And by showdown, I mean the battle for more ping-pong balls in the NBA draft lottery.
One scalper told me he sold six tickets for a total of $5. Yes, that was for all six tickets to watch the clash between the Sixers and Magic, two teams with a combined one All-Star (Jrue Holiday) between them sitting in 10th and 14th place, respectively, in the Eastern Conference. StubHub! listed prices for the game on its website for as low as $1.50 per ticket, which means the shipping charges cost more than the price of admission itself.
In comparison, tickets to see the Delaware high school basketball state finals Saturday, March 9 were $5. Fundraising tournaments benefiting charities charge more for admission to games than some fans paid in Orlando on Sunday night. Then again, it can be argued that fans having to suffer through a game between two of the worst teams in the NBA should be able to write the admission price off their taxes as a charitable contribution.
At this point in the season, I can't imagine there are many fans other than season-ticket holders paying full price for tickets in places like Charlotte, New Orleans, Orlando, Philadelphia and other cities housing teams already trying to figure out what lucky charm to take to the lottery.
And my guess is even season-ticket holders in those cities are offering friends and family members their tickets at severely discounted prices, or in some cases, even for free: "Look, dad, you can have the ticket and I'll pay for parking and your beer if you'll just go to the game so I feel better about my tickets being used."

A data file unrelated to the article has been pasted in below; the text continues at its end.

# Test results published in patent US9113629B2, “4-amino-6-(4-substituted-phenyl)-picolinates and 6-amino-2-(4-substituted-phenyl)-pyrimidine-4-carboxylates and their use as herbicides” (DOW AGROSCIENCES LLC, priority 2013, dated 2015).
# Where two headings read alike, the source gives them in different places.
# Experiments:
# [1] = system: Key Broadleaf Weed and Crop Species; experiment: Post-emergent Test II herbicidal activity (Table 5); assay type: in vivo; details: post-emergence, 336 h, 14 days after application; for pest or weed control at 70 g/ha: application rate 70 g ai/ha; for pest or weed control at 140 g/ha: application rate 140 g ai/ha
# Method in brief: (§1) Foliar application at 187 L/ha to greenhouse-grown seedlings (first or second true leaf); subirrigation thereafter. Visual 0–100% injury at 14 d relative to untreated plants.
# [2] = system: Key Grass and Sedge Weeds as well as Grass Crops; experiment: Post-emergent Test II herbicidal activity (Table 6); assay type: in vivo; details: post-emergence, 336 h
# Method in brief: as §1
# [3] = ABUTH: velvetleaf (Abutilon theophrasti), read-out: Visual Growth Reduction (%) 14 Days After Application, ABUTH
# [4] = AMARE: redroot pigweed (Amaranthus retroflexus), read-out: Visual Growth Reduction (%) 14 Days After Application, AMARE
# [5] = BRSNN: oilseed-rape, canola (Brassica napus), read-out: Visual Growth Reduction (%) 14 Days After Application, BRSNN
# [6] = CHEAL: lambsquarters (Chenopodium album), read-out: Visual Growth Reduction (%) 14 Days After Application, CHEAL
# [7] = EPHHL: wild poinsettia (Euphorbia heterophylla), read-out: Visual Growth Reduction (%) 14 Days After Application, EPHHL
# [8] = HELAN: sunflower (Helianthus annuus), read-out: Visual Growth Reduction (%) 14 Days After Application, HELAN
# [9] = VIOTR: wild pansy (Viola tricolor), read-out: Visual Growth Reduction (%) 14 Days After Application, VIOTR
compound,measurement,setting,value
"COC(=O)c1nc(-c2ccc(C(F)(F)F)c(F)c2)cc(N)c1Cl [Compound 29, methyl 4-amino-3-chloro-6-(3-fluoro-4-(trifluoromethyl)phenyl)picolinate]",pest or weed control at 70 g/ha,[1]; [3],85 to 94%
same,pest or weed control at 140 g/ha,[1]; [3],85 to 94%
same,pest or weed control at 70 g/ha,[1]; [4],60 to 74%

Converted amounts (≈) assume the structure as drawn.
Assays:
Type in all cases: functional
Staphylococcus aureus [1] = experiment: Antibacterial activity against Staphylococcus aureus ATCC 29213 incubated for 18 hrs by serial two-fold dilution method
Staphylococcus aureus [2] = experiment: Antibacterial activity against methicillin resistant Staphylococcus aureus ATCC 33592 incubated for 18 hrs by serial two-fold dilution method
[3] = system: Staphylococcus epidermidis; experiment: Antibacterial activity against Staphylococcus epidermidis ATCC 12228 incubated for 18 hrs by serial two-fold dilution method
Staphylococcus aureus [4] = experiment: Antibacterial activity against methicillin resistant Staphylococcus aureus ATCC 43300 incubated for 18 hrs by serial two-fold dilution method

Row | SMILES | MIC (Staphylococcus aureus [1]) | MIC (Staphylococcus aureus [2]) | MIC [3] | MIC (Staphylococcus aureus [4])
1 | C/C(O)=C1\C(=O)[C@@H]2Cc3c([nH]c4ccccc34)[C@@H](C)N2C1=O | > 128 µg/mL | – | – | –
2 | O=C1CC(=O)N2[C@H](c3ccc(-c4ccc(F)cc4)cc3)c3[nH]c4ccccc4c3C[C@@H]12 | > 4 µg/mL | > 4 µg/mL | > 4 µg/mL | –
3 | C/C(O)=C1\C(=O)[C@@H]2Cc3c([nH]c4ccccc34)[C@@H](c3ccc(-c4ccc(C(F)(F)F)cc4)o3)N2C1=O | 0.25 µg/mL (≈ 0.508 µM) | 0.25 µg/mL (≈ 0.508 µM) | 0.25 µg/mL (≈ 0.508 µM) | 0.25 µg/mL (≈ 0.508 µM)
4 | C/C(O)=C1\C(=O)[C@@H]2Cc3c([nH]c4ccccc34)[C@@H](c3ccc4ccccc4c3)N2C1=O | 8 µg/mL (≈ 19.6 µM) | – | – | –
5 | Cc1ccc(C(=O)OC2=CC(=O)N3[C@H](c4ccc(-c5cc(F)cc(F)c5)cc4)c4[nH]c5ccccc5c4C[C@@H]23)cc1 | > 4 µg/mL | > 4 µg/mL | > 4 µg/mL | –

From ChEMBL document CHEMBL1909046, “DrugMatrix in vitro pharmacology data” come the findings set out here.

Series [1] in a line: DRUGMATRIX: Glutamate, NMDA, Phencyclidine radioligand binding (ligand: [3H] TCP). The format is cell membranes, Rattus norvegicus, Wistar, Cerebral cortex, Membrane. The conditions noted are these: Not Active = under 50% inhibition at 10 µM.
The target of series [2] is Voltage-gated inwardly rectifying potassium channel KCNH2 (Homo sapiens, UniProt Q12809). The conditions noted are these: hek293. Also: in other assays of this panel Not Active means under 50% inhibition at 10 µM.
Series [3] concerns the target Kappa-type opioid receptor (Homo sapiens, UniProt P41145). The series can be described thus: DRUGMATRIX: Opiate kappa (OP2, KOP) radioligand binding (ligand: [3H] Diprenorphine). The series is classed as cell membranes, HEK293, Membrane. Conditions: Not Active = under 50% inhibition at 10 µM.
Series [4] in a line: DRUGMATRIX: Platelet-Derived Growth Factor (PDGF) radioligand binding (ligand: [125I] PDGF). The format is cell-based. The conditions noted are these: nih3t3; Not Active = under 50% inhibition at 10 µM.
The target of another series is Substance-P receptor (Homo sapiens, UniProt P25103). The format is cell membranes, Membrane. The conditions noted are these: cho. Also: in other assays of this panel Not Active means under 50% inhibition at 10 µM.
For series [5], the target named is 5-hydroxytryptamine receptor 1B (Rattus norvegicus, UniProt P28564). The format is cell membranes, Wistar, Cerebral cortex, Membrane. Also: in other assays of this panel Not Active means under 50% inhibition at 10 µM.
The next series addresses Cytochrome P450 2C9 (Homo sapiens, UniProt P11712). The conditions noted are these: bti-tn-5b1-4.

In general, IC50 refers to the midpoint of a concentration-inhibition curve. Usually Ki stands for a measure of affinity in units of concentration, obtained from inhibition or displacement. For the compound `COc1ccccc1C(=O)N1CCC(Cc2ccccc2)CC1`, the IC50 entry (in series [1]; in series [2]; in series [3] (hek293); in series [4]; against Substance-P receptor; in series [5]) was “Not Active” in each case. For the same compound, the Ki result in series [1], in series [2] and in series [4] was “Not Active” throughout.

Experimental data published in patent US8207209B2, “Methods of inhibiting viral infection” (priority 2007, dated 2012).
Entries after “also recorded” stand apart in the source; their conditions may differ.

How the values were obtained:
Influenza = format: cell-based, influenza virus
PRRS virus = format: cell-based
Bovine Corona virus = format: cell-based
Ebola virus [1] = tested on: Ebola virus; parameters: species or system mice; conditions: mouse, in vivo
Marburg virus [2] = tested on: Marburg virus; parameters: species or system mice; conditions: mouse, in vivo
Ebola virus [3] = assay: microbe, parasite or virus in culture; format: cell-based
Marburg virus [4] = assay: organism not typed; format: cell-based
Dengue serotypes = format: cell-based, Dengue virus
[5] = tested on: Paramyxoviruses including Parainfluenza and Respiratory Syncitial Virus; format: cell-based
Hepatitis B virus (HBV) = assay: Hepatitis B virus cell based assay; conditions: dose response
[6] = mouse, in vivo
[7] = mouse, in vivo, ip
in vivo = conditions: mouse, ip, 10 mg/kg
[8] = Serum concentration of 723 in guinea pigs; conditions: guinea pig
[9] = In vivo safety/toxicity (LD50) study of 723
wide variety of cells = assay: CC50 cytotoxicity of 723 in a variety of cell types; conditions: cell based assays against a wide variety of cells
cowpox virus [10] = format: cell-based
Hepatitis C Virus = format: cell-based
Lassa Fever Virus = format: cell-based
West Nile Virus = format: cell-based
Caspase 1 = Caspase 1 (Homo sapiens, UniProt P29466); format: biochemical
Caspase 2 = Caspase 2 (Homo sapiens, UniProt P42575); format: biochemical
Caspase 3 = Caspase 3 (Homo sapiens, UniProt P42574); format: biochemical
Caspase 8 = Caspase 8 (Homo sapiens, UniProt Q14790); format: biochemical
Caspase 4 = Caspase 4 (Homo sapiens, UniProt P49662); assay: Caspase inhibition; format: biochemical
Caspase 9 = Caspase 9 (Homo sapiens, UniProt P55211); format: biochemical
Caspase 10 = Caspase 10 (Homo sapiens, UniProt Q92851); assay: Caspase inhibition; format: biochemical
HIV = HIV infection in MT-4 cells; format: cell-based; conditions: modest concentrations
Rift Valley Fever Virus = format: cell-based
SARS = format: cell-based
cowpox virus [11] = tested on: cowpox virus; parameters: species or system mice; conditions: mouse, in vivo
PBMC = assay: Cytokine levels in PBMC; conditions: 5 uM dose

Based on the number of tickets available online from secondary sources, not many fans are even buying them at drastically reduced prices. StubHub! prices for the March 11 Sixers game against the Brooklyn Nets start at less than a dollar, and there are hundreds of tickets available for less than $5. And that's for a game against a playoff-bound team whose North Jersey fans could drive to the opponent's arena in less than an hour. For the Sixers' seven remaining home games after tonight, only Wednesday's game against the Heat is commanding a double-digit price on StubHub!, and there are hundreds of those available for less than $30.
In cities like Philadelphia, attendance will only get worse once the Phillies return north from Clearwater, the weather turns warm and golf courses turn green, and parents have to decide between watching 5-year-olds play T-ball and professionals play a sub-par brand of NBA basketball. At least at the T-ball game parents will not see a loss since most leagues don't keep score.
But these struggling franchises can help themselves down the stretch when it comes to filling their arenas and balancing their budgets. Is it completely unreasonable to suggest that the NBA's basement-dwellers should offer free admission to games for the rest of the season?
If marketed correctly, by offering free admission, even if it's just in the upper level, Philadelphia could fill the Wells Fargo Center seats at remaining home games and it won't cost the team a dime. In fact, the Sixers will make more money than they would otherwise because a fan attending for free still pays for parking, inevitably will buy concessions, and is more likely to buy souvenirs since the ticket cost is zero.
Fans coming to watch the Sixers these days are witnessing a below-average brand of professional basketball from their team, and empty seats and online ticket prices are reflecting exactly that.
The saying goes that you get what you pay for. Tonight in Philadelphia, and most likely for the rest of the season, fans paying less than $5 for a seat will finally get their money's worth.
Jon Buzby is an award-winning sportswriter from Delaware and has followed the Sixers since 1976. He contributes regularly to multiple newspapers, magazines and websites. Follow him @JonBuzby on Twitter.